Today we are sending out disciples from St Paul's, as Matt and Katie McGinness leave San Diego for a new life in Hawai'i. We will offer them a special blessing at the end of the service. Terri Mathes just read a lesson in our pulpit for the last time this morning, before she and Jim depart for Virginia in just a couple of weeks; we will offer them our blessing on July 1. I sincerely hope that neither the McGinnesses nor the Mathes's will ever be dragged before governors and kings! In this city church we are constantly welcoming new members and saying goodbye to people we have come to love. We can think of all those who leave us as missionaries, to be sent with our blessing, carrying the peace of God with them to their new communities. And conversely, we can think of our many visitors and newcomers as holy strangers, messengers of the Gospel, sent to test our hospitality and to share good news if we are willing to hear it.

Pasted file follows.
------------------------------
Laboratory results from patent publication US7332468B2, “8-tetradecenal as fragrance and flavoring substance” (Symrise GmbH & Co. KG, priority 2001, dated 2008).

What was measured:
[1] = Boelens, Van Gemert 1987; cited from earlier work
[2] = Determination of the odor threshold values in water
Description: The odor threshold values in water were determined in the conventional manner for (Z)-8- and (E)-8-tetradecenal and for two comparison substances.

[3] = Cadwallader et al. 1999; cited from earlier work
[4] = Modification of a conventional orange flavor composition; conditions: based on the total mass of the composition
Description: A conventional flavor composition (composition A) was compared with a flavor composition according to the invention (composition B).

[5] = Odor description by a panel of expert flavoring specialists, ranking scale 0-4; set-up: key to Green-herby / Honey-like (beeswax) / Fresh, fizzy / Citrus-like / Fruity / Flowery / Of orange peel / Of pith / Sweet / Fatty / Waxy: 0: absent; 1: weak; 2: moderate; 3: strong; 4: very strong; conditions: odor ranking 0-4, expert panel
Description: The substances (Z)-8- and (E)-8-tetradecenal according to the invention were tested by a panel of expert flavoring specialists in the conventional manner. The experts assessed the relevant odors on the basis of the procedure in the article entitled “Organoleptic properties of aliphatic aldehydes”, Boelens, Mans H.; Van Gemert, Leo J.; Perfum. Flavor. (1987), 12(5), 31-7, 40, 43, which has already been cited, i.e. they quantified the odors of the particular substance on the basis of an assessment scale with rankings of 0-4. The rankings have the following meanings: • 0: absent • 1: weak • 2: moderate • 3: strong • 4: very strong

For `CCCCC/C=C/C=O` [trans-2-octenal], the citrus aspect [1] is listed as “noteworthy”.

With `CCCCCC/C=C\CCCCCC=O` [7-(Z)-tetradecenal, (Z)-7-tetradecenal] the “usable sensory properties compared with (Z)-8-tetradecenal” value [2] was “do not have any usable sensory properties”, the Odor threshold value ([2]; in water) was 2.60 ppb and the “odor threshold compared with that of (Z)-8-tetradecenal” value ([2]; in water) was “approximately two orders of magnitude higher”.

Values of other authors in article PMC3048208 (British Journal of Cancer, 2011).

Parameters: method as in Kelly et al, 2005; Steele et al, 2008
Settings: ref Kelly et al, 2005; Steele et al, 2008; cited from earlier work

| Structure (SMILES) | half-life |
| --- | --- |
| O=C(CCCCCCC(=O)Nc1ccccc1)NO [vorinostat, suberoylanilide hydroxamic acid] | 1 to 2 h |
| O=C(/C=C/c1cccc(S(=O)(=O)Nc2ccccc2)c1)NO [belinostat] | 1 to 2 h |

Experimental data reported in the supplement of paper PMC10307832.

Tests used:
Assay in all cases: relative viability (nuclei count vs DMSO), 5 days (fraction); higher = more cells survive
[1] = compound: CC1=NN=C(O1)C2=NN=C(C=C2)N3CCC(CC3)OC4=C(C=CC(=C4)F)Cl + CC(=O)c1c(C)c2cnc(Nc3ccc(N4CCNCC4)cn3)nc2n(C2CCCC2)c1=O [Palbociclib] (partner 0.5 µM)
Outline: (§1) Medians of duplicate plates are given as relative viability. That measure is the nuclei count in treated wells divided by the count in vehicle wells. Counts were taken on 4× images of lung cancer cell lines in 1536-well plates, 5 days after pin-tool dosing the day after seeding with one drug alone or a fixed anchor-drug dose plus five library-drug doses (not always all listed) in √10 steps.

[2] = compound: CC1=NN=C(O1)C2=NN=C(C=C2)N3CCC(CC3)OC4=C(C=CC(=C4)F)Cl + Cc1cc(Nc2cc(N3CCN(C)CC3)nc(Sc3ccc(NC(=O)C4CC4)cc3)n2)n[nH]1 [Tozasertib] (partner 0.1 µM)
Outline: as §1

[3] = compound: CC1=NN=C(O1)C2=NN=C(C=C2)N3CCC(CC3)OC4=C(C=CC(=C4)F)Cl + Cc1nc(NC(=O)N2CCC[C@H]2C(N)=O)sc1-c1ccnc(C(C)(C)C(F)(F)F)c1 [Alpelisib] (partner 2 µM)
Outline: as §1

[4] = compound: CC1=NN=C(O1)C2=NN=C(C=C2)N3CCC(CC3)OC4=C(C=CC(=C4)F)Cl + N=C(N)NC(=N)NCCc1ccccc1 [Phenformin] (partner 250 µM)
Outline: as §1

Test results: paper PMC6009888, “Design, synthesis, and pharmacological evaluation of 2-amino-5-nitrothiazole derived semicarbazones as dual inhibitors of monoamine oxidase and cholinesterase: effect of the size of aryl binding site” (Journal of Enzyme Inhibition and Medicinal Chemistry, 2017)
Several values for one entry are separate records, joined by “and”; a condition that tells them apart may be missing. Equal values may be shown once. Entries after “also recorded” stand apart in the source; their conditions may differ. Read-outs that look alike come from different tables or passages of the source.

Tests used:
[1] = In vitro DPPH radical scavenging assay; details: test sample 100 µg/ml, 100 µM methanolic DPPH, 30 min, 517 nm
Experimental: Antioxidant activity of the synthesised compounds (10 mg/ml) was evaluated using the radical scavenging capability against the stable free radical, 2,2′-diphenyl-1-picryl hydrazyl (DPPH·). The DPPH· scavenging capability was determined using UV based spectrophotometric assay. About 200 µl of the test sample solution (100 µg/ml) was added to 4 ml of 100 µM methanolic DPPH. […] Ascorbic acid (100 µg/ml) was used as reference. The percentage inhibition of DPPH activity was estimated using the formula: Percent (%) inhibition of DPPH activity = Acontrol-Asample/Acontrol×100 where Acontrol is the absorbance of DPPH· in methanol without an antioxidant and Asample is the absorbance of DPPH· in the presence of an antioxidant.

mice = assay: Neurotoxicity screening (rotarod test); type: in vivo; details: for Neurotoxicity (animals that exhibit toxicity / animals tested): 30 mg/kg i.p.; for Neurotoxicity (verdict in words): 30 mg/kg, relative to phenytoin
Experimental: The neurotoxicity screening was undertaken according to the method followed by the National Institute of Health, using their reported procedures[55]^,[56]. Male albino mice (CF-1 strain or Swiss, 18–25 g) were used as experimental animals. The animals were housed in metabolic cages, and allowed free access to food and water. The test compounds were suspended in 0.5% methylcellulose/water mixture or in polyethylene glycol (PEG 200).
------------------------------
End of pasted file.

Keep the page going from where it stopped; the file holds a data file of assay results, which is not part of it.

This week St Paul's was given an unusual opportunity to share the good news through the press conference we hosted, in which we were able to say to a wide audience that we are Christians who welcome everyone and rejoice in diversity, in contrast to those who call themselves Christians but who judge, condemn, and abuse those whose sexuality places them in a minority.
Each of us individually is a missionary, as we go about our daily lives in the office, in school, or in the community. We may feel rather ill-equipped to share the good news: Episcopalians generally don't get much training in sharing our faith stories.
But fear not: the cathedral staff is working on the introduction of small group ministry, which I hope will become the basic structure of all that we do here at St Paul's; and this ministry, this way of being, is intimately connected to the practice of holy hospitality.